Hot tubs can be relaxing— but they’re also the perfect breeding ground for germs.
We recently received this question from a viewer:
Dear Dr. Manny,
Can hot tubs make me sick?
Yes, those soothing baths in bubbling water can make you ill.
The most common hot tub infection causes itchy red bumps. According to the Centers for Disease Control and Prevention (CDC), the rash is worse in areas that were previously covered by a swimsuit. Bacteria can also enter the air through bubbles, leading to a severe form of pneumonia, called Legionnaires’ disease.
Each year, nearly 18,000 people in the United States are hospitalized with Legionnaires’ disease, caused by a bacteria known as legionella, according to the Centers for Disease Control and Prevention (CDC). Hot tubs that are not cleaned and disinfected enough can become contaminated with the bacteria, and a person can get infected with when they breathe in steam or mist from the hot tub.
Legionnaires’ disease is usually treatable with antibiotics, but can sometimes be fatal in older adults, smokers and people with weakened immune systems.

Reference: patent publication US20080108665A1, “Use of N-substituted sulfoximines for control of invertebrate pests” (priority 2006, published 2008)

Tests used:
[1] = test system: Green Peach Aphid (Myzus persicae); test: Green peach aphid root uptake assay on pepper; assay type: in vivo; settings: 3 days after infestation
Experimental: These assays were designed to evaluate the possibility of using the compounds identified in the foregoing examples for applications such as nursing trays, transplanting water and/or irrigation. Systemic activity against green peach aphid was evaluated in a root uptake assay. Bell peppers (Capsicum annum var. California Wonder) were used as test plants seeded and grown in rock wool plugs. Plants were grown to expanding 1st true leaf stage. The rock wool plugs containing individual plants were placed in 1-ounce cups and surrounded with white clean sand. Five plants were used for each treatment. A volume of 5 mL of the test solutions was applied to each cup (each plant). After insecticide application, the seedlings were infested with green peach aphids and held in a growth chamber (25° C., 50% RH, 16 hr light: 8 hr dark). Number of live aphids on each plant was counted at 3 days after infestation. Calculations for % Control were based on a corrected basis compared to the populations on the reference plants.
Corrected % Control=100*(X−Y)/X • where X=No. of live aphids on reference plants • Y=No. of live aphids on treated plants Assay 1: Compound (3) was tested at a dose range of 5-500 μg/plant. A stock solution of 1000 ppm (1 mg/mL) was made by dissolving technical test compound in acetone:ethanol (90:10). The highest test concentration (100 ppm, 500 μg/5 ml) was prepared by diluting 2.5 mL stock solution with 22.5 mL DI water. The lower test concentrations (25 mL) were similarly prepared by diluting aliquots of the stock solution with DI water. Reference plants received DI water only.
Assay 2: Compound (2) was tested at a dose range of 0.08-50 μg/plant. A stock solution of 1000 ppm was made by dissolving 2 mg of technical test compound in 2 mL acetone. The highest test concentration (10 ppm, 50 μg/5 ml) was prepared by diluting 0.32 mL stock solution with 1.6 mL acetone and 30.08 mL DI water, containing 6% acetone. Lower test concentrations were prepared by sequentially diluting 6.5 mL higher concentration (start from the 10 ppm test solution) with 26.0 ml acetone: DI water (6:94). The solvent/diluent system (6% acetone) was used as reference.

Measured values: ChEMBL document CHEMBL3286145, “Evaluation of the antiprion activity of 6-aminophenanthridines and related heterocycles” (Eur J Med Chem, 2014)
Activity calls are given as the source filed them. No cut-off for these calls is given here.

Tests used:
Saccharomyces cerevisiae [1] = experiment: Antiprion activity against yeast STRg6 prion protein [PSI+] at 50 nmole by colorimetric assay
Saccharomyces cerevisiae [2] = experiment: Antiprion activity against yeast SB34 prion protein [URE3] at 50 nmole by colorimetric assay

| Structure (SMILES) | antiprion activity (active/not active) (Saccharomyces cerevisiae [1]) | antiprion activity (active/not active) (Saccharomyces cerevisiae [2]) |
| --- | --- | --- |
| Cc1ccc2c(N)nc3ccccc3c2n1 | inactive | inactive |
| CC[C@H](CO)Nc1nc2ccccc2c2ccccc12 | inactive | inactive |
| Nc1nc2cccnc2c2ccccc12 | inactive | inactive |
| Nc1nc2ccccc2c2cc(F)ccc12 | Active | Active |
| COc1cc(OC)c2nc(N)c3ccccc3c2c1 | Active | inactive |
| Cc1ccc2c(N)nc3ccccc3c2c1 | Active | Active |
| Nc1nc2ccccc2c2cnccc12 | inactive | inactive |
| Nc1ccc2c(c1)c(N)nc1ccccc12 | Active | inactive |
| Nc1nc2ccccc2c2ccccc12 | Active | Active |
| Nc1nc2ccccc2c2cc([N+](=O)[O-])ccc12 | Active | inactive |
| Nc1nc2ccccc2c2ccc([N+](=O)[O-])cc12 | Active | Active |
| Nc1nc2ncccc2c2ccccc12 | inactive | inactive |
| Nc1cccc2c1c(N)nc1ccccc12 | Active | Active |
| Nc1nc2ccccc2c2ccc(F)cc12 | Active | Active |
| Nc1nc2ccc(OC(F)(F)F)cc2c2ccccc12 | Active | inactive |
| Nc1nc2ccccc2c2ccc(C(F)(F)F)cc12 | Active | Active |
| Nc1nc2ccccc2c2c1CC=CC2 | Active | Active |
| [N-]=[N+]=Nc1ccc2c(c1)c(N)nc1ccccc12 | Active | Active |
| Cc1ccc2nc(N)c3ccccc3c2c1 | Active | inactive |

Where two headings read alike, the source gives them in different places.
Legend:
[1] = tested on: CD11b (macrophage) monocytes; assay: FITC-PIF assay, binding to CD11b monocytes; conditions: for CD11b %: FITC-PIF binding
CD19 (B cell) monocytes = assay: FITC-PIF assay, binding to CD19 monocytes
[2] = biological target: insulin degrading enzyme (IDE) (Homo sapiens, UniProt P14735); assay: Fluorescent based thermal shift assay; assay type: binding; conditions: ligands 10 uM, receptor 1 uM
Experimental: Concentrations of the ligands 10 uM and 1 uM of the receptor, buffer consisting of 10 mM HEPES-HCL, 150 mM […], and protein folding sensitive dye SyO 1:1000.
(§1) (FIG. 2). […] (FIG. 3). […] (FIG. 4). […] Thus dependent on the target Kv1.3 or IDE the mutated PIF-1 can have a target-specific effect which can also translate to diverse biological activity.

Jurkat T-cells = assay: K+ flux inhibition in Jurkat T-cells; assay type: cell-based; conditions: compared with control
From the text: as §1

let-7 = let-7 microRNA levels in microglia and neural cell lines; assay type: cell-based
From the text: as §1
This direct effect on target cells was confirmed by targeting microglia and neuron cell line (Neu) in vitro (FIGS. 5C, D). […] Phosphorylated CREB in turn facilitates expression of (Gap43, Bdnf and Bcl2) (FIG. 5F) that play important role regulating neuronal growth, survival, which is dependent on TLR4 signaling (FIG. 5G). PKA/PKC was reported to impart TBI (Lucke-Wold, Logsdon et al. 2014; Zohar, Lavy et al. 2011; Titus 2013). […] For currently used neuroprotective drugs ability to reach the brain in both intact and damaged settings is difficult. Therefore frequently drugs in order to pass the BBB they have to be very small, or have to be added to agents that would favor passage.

Water in hot tubs is not hot enough to kill bacteria and can actually help them grow faster. However, the heat does cause disinfectants, like chlorine, to break down, making the water even more susceptible to germs.
Luckily, you don’t have to stay away from hot tubs forever. Just stay clear of those in high-traffic areas— the more people in a tub, the greater the risk for illness. When you get out of the water, remove your swimsuit, shower with soap and clean your swimsuit to reduce your risk of hot tub rash.
You should also make sure that the hot tub you’re using has the right disinfectant and pH levels. You can purchase pool test strips at your local home improvement or pool supply store.
Do you have a health question? Email them to me at DrManny@FoxNews.com.
Dr. Manny Alvarez serves as Fox News Channel's senior managing health editor. He also serves as chairman of the department of obstetrics/gynecology and reproductive science at Hackensack University Medical Center in New Jersey. For more information on Dr. Manny's work, visit AskDrManny.com.